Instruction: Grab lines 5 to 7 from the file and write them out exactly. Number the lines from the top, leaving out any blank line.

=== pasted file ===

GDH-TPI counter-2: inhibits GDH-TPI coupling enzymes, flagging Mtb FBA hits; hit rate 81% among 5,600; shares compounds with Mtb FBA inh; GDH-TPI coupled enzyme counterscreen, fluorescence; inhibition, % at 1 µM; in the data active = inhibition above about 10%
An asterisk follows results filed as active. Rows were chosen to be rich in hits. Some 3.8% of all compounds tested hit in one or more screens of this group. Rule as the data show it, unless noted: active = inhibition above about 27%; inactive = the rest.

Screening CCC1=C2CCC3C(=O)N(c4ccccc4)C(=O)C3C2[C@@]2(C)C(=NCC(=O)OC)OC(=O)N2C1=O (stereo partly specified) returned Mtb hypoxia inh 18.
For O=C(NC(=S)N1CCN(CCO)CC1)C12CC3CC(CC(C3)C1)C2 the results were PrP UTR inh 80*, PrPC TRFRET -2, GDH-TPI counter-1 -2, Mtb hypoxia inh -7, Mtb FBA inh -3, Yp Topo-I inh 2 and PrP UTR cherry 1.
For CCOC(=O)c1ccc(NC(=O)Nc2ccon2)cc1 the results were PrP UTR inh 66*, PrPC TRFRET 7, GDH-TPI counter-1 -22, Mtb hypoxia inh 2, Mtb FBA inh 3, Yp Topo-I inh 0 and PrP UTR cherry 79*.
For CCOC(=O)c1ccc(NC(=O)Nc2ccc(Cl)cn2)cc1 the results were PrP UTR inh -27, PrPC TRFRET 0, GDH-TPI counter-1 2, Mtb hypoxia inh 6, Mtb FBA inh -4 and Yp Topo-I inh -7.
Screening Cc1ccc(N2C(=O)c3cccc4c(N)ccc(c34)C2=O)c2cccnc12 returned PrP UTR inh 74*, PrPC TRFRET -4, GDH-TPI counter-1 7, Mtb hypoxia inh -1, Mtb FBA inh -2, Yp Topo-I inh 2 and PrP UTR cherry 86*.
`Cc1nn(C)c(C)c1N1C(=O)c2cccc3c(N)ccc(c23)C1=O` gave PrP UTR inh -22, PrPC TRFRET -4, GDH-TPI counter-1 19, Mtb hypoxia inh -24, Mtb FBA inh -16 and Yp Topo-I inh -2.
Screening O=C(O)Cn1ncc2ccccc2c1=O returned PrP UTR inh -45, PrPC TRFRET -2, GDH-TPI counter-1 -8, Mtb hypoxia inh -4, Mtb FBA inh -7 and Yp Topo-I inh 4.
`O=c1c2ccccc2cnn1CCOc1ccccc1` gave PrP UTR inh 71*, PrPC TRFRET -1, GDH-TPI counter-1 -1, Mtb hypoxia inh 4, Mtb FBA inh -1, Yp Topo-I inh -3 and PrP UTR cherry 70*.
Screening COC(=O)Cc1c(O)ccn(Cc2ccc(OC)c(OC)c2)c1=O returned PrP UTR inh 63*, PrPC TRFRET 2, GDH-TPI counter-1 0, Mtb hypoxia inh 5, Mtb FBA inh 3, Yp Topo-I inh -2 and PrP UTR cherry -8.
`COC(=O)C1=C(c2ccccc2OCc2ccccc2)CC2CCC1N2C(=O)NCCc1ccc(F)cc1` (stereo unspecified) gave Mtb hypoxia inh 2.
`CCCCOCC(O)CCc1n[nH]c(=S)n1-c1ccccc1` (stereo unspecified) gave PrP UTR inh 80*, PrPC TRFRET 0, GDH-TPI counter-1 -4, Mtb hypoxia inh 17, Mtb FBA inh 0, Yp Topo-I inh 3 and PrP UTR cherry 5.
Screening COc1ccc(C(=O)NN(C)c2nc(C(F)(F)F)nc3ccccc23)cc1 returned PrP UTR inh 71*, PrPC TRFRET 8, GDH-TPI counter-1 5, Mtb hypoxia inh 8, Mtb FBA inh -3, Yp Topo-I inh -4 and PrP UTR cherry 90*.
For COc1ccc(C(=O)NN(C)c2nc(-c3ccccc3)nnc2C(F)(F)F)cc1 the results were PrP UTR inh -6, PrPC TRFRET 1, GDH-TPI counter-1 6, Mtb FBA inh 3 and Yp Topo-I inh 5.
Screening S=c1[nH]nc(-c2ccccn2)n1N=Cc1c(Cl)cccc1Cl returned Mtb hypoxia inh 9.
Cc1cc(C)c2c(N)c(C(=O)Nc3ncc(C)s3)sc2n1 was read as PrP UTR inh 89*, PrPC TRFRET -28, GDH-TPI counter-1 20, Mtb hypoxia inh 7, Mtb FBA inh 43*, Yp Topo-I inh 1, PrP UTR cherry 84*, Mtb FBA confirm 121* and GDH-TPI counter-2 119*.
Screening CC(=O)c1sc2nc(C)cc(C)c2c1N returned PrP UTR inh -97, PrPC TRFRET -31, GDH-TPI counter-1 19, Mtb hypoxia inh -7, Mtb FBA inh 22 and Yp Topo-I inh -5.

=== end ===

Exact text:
For CCOC(=O)c1ccc(NC(=O)Nc2ccon2)cc1 the results were PrP UTR inh 66*, PrPC TRFRET 7, GDH-TPI counter-1 -22, Mtb hypoxia inh 2, Mtb FBA inh 3, Yp Topo-I inh 0 and PrP UTR cherry 79*.
For CCOC(=O)c1ccc(NC(=O)Nc2ccc(Cl)cn2)cc1 the results were PrP UTR inh -27, PrPC TRFRET 0, GDH-TPI counter-1 2, Mtb hypoxia inh 6, Mtb FBA inh -4 and Yp Topo-I inh -7.
Screening Cc1ccc(N2C(=O)c3cccc4c(N)ccc(c34)C2=O)c2cccnc12 returned PrP UTR inh 74*, PrPC TRFRET -4, GDH-TPI counter-1 7, Mtb hypoxia inh -1, Mtb FBA inh -2, Yp Topo-I inh 2 and PrP UTR cherry 86*.